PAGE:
Selling your home? Want to avoid some potential problems at closing?

Here are a few tips:

1. Check on Permits for Home Improvements: If you ever made home improvements to your residence, check to make sure building permits from your municipality were issued, when necessary, for repairs or improvements. If permits were issued, confirm that the work was subsequently inspected and approved. Often, homeowners believe that if they do the work themselves no permit is needed. This is not always the case. Buyers frequently require sellers to show that all necessary permits were obtained for repairs or improvements to the home and that the permits were “closed out”. If the homeowner didn’t obtain a permit and one was required, or if the work performed was not approved by the municipality, a new inspection by the appropriate municipal building code official may be necessary – and penalties may be imposed. Be aware, however, that sometimes completion of an improvement may cause an increase in the homeowner’s real estate tax assessment.

2. Obtain Certificate of Occupancy: Some municipalities, but not all, require a Certificate of Occupancy as a prerequisite to transfer title to a homebuyer. A municipal inspector will inspect the home and then issue a report. If the report indicates building code violations, the selling homeowner must correct them prior to transferring title. In certain situations, the buyer may be permitted to assume responsibility for correcting violations

3. Obtain Certificates for Smoke Detectors, Carbon Monoxide Detectors and Fire Extinguishers: Homeowners are required to have smoke detectors, carbon monoxide detectors and a portable fire extinguisher properly placed within the home prior to sale. Certificates from the municipality for each of these are required at closing. Proper installation of these devices and an early inspection will avoid any surprises right before closing. If a Certificate of Occupancy is required by the municipality in which the home is located, approvals for the smoke detectors, carbon monoxide detectors, and fire extinguisher will be contained in that certificate.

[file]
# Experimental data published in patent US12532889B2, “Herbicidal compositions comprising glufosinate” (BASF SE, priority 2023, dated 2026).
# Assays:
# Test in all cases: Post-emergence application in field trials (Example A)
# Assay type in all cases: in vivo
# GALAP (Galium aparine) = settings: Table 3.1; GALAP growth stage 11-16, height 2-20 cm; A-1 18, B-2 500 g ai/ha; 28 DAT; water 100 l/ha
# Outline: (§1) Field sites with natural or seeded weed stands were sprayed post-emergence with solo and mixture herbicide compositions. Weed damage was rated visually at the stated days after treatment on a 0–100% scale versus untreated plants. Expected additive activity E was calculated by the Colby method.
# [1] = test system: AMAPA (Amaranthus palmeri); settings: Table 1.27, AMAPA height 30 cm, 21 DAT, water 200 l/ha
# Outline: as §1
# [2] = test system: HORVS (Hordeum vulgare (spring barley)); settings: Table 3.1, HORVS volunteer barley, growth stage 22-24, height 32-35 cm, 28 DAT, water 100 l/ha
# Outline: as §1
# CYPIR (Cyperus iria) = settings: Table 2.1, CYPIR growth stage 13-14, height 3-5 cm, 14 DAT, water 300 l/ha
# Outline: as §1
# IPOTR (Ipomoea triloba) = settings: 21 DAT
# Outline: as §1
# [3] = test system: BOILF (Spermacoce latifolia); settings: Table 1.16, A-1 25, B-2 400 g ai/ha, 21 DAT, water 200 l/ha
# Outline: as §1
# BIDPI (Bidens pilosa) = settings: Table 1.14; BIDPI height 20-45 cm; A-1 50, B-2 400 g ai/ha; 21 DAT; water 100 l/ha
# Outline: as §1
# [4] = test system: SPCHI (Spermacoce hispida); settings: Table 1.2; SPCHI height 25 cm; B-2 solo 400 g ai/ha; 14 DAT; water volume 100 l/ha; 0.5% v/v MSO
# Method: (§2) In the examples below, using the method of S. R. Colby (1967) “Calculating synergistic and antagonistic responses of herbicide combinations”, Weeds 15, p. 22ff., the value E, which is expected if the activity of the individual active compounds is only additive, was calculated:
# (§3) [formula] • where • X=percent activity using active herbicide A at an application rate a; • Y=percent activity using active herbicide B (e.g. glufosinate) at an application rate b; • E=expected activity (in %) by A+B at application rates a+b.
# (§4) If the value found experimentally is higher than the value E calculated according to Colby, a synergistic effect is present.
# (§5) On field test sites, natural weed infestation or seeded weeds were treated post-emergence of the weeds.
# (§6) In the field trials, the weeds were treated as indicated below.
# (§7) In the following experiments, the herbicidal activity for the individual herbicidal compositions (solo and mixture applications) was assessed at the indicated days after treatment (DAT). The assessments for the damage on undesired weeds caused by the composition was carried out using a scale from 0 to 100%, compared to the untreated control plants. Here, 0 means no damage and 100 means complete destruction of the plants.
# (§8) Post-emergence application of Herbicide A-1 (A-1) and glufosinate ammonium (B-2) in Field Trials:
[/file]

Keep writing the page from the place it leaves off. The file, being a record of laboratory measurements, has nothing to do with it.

4. Terminate Draws on Homequity Loans/ Lines of Credit: Homeowners frequently forget that their homequity loan or line of credit is usually secured by a mortgage on their home. In order to properly transfer title of the home to a buyer, the homequity loan/line of credit must be terminated and the mortgage cancelled of record at closing. This means the homeowner should not draw on the line of credit immediately prior to closing because this may make it difficult for the lender to determine the outstanding balance .

5. Provide a Clean House for Buyer’s Final Walkthrough: Often overlooked, but significant, is the physical condition the seller leaves the premises when the seller vacates. If the seller runs short of time to clean, the seller may want to consider utilizing a cleaning service. Buyers viewing a clean home during their final walkthrough may be less inclined to find fault with the condition of the home and more likely to overlook one, if found. This type of last minute issue can sometimes be the cause of extended negotiations at the closing table.

These are just a few tips to help the homeowner prepare for a smooth closing. Frequently the homeowner’s real estate agent and/or attorney will assist the homeowner in addressing these issues.

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